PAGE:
3,000+ PlayStation Consoles Discovered In Raid, Modified To Mine Crypto

3,000+ PlayStation Consoles Discovered In Raid, Modified To Mine Crypto

We’ve seen esports and gaming get integrated in the crypto landscape left and right lately – but not quite in ways like this. Thousands of PlayStation consoles were  last week modified to mine crypto.

The Details Of The Operation

The Ukrainian Security Service (SBU) raided the operation last week for allegedly stealing electricity; the SBU is the country’s main government security agency and law-enforcement authority. The SBU seized roughly 5,000 total devices – with around 3,800 seeming to be PlayStation 4s. The authorities also seized over 500 graphics cards, processors, phones, flash drives, and documents belonging to the operation. The press release from the seizure described the operation as the “largest underground crypto farm” that the SBU has exposed and documented.

The operation was mining crypto in an old regional electricity provider warehouse in Vinnytsia, just over 150 miles outside of the Ukrainian capital of Kyiv. Authorities have been in contact with JSC Vinnytsiaoblenerho, the electricity provider that previously occupied the building.

The miners are accused of using electricity meters that masked actual usage in activities the SBU claims can also lead to power surges, as well as leaving others without electricity. The monthly electricity theft from the miners was valued by the SBU at between $186,000 and $260,000 USD.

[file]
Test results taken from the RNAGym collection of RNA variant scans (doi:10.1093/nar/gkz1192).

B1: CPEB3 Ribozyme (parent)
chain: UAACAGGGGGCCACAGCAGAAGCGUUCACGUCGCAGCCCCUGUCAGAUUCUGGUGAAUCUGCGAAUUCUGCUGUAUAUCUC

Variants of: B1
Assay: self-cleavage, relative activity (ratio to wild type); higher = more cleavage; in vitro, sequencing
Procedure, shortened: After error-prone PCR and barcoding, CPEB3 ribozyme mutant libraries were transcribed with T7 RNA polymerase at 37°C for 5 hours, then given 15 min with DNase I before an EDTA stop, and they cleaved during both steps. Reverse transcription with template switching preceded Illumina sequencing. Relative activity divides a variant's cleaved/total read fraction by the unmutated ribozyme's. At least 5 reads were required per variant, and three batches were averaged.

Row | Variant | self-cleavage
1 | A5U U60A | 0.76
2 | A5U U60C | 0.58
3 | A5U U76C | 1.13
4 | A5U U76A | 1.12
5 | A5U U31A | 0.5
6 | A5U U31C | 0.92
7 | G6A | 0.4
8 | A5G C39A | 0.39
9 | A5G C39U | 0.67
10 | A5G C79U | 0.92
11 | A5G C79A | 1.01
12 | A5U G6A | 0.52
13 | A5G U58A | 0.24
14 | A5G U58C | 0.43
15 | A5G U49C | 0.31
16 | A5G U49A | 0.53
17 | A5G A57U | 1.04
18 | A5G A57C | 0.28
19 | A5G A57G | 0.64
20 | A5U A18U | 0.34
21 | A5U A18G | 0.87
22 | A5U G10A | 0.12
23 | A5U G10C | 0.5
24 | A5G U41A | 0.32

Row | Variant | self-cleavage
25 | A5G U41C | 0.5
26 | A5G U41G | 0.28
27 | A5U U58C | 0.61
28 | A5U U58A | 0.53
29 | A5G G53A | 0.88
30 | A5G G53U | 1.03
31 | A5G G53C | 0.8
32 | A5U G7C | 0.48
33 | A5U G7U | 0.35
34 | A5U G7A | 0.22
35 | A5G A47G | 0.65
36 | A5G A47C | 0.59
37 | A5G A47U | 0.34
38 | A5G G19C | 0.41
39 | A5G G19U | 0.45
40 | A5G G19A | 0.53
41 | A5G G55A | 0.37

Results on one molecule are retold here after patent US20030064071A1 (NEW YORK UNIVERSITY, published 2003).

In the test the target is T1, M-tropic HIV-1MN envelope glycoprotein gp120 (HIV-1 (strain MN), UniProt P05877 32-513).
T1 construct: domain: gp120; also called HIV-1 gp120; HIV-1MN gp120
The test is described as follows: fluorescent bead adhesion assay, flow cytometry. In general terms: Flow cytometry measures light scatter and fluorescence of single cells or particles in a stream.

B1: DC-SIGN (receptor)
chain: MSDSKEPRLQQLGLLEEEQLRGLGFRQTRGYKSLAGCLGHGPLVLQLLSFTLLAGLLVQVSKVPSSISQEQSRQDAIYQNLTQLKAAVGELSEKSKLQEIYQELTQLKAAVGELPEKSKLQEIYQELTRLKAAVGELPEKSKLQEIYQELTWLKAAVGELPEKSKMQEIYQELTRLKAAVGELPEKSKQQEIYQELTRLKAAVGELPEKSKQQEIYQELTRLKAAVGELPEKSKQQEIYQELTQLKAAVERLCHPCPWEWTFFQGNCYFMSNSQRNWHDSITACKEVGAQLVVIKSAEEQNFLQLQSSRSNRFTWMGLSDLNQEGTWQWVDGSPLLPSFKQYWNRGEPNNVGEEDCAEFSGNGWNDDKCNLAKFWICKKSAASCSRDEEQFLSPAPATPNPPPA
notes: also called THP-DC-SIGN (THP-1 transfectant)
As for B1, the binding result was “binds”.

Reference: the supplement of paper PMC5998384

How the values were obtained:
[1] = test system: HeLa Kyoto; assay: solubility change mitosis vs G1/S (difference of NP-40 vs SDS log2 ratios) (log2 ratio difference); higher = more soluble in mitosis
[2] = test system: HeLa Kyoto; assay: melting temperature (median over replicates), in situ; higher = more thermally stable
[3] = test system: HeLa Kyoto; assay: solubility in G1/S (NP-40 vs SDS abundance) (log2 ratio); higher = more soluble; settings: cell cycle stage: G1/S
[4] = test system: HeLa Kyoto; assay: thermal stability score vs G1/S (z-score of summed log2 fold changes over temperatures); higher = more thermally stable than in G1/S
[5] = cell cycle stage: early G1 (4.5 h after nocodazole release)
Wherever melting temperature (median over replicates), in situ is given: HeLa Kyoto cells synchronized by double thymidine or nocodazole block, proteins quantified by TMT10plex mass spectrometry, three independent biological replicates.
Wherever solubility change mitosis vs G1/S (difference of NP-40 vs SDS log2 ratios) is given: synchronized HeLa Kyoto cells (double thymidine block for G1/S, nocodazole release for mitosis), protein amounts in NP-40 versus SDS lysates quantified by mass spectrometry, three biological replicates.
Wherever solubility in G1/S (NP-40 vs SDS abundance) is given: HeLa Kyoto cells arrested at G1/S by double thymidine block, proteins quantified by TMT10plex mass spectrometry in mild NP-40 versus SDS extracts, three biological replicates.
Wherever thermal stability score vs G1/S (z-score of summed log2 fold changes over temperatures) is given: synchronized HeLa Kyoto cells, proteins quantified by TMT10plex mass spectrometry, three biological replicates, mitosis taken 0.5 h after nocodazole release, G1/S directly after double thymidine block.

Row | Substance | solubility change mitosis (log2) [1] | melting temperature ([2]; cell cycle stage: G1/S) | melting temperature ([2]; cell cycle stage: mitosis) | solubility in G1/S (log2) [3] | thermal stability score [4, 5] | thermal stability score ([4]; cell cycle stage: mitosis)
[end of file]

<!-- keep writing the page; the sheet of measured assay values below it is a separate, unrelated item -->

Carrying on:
A photo taken from the Ukrainian authorities shows thousands of PlayStation 4s set up in an unorthodox mining operation. | Source: Secret Service Of Ukraine: Press Release

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Is The Juice Worth The Squeeze?

Your traditional crypto mining operation certainly does not look like this one – but that doesn’t mean that this couldn’t have been still a financially beneficial endeavor for the individuals running this operation. Assuming what seems to be no cost of electricity whatsoever for these miners, the operation could likely have been set up to mine more GPU-friendly cryptos that utilize less processing power. Photos released from SBU, such as the one pictured above, show wall-to-wall racks of PlayStations.

Bitcoin, and crypto broadly has been a point of contention throughout Ukraine. Earlier in the year, the country’s Ministry of Energy was reported to be considering a bitcoin mining center to leverage the nation’s excess nuclear power. Furthermore, the National Bank of Ukraine has urged government officials to expedite crypto legislation to address it’s legality. However, talks around both issues in recent weeks seem to have stalled.

Additionally, illegal crypto mining operations run rampant in Ukraine, according to interviews around this particular story in the Kyiv Post. However, crypto mining and trading is not illegal in the country – but Ukrainians are not able to register as crypto entrepreneurs, or declare crypto exchanges at present.


Ethereum is generally seen as one of the more processor-friendly coins to mine, relative to bitcoin. | Source: ETH-USD on TradingView.com

Related Reading | Poland Regulators Spread Warning Against Cryptocurrency Exchange Binance

Featured image from Pixabay, Charts from TradingView.com

editorial staff